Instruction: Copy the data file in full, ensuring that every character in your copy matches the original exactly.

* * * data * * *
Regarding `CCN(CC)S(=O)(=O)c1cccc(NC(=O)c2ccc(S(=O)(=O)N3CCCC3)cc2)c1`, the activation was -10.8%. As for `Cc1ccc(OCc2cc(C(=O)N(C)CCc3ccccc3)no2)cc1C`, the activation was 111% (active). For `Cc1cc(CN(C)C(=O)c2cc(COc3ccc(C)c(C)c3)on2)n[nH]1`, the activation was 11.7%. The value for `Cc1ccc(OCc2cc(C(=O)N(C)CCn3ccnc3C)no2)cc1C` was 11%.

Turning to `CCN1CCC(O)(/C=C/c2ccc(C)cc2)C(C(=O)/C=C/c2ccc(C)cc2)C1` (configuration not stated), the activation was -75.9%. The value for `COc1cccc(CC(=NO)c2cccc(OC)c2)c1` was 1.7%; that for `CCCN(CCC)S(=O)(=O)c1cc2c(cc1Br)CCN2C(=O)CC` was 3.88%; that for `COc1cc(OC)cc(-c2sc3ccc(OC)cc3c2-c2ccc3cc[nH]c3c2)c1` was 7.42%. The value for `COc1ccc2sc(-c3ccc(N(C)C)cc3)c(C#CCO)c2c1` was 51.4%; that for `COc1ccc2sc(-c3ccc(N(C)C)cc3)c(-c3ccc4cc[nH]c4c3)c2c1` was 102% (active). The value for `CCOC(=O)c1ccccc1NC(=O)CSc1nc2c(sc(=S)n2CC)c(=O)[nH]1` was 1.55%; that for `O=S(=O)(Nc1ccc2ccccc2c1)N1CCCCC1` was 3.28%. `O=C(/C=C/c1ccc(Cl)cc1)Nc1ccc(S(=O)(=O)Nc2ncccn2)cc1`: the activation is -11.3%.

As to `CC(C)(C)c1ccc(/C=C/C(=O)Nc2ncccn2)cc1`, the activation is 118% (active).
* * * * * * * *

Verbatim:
Regarding `CCN(CC)S(=O)(=O)c1cccc(NC(=O)c2ccc(S(=O)(=O)N3CCCC3)cc2)c1`, the activation was -10.8%. As for `Cc1ccc(OCc2cc(C(=O)N(C)CCc3ccccc3)no2)cc1C`, the activation was 111% (active). For `Cc1cc(CN(C)C(=O)c2cc(COc3ccc(C)c(C)c3)on2)n[nH]1`, the activation was 11.7%. The value for `Cc1ccc(OCc2cc(C(=O)N(C)CCn3ccnc3C)no2)cc1C` was 11%.

Turning to `CCN1CCC(O)(/C=C/c2ccc(C)cc2)C(C(=O)/C=C/c2ccc(C)cc2)C1` (configuration not stated), the activation was -75.9%. The value for `COc1cccc(CC(=NO)c2cccc(OC)c2)c1` was 1.7%; that for `CCCN(CCC)S(=O)(=O)c1cc2c(cc1Br)CCN2C(=O)CC` was 3.88%; that for `COc1cc(OC)cc(-c2sc3ccc(OC)cc3c2-c2ccc3cc[nH]c3c2)c1` was 7.42%. The value for `COc1ccc2sc(-c3ccc(N(C)C)cc3)c(C#CCO)c2c1` was 51.4%; that for `COc1ccc2sc(-c3ccc(N(C)C)cc3)c(-c3ccc4cc[nH]c4c3)c2c1` was 102% (active). The value for `CCOC(=O)c1ccccc1NC(=O)CSc1nc2c(sc(=S)n2CC)c(=O)[nH]1` was 1.55%; that for `O=S(=O)(Nc1ccc2ccccc2c1)N1CCCCC1` was 3.28%. `O=C(/C=C/c1ccc(Cl)cc1)Nc1ccc(S(=O)(=O)Nc2ncccn2)cc1`: the activation is -11.3%.

As to `CC(C)(C)c1ccc(/C=C/C(=O)Nc2ncccn2)cc1`, the activation is 118% (active).